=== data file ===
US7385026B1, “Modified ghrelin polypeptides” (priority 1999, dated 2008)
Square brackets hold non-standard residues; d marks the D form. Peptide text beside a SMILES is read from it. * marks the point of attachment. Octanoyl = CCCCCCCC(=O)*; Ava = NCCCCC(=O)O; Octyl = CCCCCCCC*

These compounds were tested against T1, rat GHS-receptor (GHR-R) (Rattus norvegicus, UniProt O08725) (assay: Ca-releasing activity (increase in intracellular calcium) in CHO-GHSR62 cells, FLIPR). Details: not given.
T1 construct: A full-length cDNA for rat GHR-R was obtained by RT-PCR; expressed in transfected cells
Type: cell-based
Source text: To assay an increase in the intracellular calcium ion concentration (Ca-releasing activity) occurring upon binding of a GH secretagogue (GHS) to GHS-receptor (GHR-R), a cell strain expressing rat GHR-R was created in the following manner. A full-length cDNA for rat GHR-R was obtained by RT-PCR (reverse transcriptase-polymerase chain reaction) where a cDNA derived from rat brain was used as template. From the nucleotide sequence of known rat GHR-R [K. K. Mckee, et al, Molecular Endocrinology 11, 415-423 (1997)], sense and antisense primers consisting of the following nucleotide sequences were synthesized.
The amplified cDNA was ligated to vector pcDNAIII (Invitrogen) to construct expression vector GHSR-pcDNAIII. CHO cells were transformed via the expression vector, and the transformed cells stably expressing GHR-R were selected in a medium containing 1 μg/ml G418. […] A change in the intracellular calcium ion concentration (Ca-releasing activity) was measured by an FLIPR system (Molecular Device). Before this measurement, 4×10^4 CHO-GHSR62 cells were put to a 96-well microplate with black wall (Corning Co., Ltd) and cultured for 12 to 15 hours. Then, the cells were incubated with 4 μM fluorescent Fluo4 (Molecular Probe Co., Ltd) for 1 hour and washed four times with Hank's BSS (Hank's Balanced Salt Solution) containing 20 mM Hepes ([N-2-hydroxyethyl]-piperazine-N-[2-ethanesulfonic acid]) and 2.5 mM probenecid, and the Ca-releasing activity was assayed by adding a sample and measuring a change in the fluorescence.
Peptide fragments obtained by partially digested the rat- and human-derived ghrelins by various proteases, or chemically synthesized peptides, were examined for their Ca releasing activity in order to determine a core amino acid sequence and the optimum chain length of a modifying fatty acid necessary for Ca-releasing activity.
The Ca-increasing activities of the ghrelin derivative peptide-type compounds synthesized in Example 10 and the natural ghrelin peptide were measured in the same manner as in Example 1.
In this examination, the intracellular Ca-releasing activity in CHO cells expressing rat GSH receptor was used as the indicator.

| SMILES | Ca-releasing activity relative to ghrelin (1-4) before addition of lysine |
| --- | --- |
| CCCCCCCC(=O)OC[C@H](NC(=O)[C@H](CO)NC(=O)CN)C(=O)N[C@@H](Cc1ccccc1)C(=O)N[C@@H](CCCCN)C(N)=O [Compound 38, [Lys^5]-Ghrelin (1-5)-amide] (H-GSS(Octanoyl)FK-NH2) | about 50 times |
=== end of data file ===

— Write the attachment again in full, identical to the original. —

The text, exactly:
US7385026B1, “Modified ghrelin polypeptides” (priority 1999, dated 2008)
Square brackets hold non-standard residues; d marks the D form. Peptide text beside a SMILES is read from it. * marks the point of attachment. Octanoyl = CCCCCCCC(=O)*; Ava = NCCCCC(=O)O; Octyl = CCCCCCCC*

These compounds were tested against T1, rat GHS-receptor (GHR-R) (Rattus norvegicus, UniProt O08725) (assay: Ca-releasing activity (increase in intracellular calcium) in CHO-GHSR62 cells, FLIPR). Details: not given.
T1 construct: A full-length cDNA for rat GHR-R was obtained by RT-PCR; expressed in transfected cells
Type: cell-based
Source text: To assay an increase in the intracellular calcium ion concentration (Ca-releasing activity) occurring upon binding of a GH secretagogue (GHS) to GHS-receptor (GHR-R), a cell strain expressing rat GHR-R was created in the following manner. A full-length cDNA for rat GHR-R was obtained by RT-PCR (reverse transcriptase-polymerase chain reaction) where a cDNA derived from rat brain was used as template. From the nucleotide sequence of known rat GHR-R [K. K. Mckee, et al, Molecular Endocrinology 11, 415-423 (1997)], sense and antisense primers consisting of the following nucleotide sequences were synthesized.
The amplified cDNA was ligated to vector pcDNAIII (Invitrogen) to construct expression vector GHSR-pcDNAIII. CHO cells were transformed via the expression vector, and the transformed cells stably expressing GHR-R were selected in a medium containing 1 μg/ml G418. […] A change in the intracellular calcium ion concentration (Ca-releasing activity) was measured by an FLIPR system (Molecular Device). Before this measurement, 4×10^4 CHO-GHSR62 cells were put to a 96-well microplate with black wall (Corning Co., Ltd) and cultured for 12 to 15 hours. Then, the cells were incubated with 4 μM fluorescent Fluo4 (Molecular Probe Co., Ltd) for 1 hour and washed four times with Hank's BSS (Hank's Balanced Salt Solution) containing 20 mM Hepes ([N-2-hydroxyethyl]-piperazine-N-[2-ethanesulfonic acid]) and 2.5 mM probenecid, and the Ca-releasing activity was assayed by adding a sample and measuring a change in the fluorescence.
Peptide fragments obtained by partially digested the rat- and human-derived ghrelins by various proteases, or chemically synthesized peptides, were examined for their Ca releasing activity in order to determine a core amino acid sequence and the optimum chain length of a modifying fatty acid necessary for Ca-releasing activity.
The Ca-increasing activities of the ghrelin derivative peptide-type compounds synthesized in Example 10 and the natural ghrelin peptide were measured in the same manner as in Example 1.
In this examination, the intracellular Ca-releasing activity in CHO cells expressing rat GSH receptor was used as the indicator.

| SMILES | Ca-releasing activity relative to ghrelin (1-4) before addition of lysine |
| --- | --- |
| CCCCCCCC(=O)OC[C@H](NC(=O)[C@H](CO)NC(=O)CN)C(=O)N[C@@H](Cc1ccccc1)C(=O)N[C@@H](CCCCN)C(N)=O [Compound 38, [Lys^5]-Ghrelin (1-5)-amide] (H-GSS(Octanoyl)FK-NH2) | about 50 times |